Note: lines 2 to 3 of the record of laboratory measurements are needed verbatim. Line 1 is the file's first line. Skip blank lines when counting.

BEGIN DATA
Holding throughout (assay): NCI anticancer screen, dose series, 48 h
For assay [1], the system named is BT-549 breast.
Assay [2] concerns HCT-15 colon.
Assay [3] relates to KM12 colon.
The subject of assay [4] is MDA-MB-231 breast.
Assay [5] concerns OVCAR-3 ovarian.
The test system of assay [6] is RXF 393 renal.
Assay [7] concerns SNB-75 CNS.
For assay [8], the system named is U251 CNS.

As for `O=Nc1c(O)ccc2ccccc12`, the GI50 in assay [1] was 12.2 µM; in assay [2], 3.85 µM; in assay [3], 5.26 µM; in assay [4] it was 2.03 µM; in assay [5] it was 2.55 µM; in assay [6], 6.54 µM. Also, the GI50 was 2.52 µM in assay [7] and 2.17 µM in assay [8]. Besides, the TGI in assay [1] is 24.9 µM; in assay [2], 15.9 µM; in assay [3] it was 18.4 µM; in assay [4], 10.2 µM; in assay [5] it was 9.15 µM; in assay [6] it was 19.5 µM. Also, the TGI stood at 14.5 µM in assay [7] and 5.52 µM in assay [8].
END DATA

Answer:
For assay [1], the system named is BT-549 breast.
Assay [2] concerns HCT-15 colon.